Most fans of metal music would greet the name of the band Cynic with fondness, remembering their 1993 jazz-metal landmark Focus. Perhaps they would not recognize them now. It is always risky business for a musical group to attempt a comeback outside of the place and time where they originally found success; this game is made even riskier by the necessity, assuming they want their music to continue being relevant, of overhauling their sound or expressing something new. My observation here is relatively trite, so I need not belabor examples of successes and failures to illustrate it, but the point is that Cynic’s decided move away from a metal sound on Kindly Bent to Free Us is a major gamble. Traced In Air, their 2008 follow-up to Focus, retained enough elements of the latter to function as a companion piece; with this album, Cynic is doing something more bold – striking out into the cold world of modern rock.
The move from metal to rock is indeed an unforgiving one – just consider the ignominy that the best group to ever manage it endured – but metal artists generally have two initial advantages for the endeavor: experience and technical overqualification. The latter phenomenon is on full display throughout Kindly Bent to Free Us, which offers a series of eight dense and dynamic compositions. The opener, “True Hallucination Speak” serves as an adequate microcosm for the overall sound of the record, retaining the signature interplay between Masvidal’s guitar and Malone’s fretless bass as well as nonstandard song form, but adding a soaring chorus and an ethereal, melodic interlude in the place of death growls. The utter absence of rough vocals will likely be striking, if not a dealbreaker, for the metal contingent, but the listener who is sympathetic to this more smooth and pared-down sound can appreciate the progression that Cynic has managed since Focus. Despite the mitigation of intensity, Cynic’s trio of musicians – Masvidal, Malone, Reinart – are on the top of their technical game here (Malone’s bass on “Kindly Bent to Free Us” sounds better than anything since Thundercat last year), playing with all the precision of their tech-death days and, frankly, outdoing many contemporary rock artists in that arena. There just aren’t a lot of indie rockers who would write something like “Moon Heart Sun Head” or “Gitanjali.”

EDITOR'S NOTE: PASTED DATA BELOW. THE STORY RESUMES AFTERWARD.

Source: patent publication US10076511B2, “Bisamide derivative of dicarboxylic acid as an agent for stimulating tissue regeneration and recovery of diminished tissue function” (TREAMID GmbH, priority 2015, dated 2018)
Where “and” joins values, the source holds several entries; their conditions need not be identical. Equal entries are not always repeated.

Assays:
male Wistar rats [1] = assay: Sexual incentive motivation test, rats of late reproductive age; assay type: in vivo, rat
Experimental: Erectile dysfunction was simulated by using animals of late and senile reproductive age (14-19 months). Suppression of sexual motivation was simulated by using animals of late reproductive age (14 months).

However, the musicians of Cynic do not display immunity to the difficulties that generally plague metal artists entering rock either. While the guitar playing and percussion throughout Kindly Bent to Free Us are all consistently outstanding, it becomes obvious early on that Cynic is lacking a charismatic clean vocal to round out their sound. Time after time, Masvidal must go to great lengths to disguise or embellish his somewhat thin voice, utilizing a bevy of vocal effects and backing choral arrangements. In this respect, the vocals here recall the heavily-produced, vocoder-filtered singing that breaks up the metal growls on Focus. But, whereas they offered a periodic change-of-pace for Focus, they stand alone for the entire length of Kindly Bent to Free Us, and not always to Cynic’s benefit. On the particularly strenuous vocal parts of “The Lion’s Roar” and “Infinite Shapes,” this weakness becomes exaggerated and takes some heft out of otherwise tight songs.
Further, Kindly Bent to Free Us suffers due to Cynic’s underwhelming hooks. One might rush to attribute this to their predilection for atypical song form, but that really is not the case. In fact, Cynic features hooks heavily on this record, but they often fail to be either catchy or rousing (e.g. “The Lion’s Roar”) and constitute the most glaring flaw – there are not many others – in Cynic’s songwriting. If it were not for this issue, Kindly Bent to Free Us would probably be in a league with its prominent ancestor Jupiter. As it stands though, Cynic has made a successful, not prodigious, transition to rock here.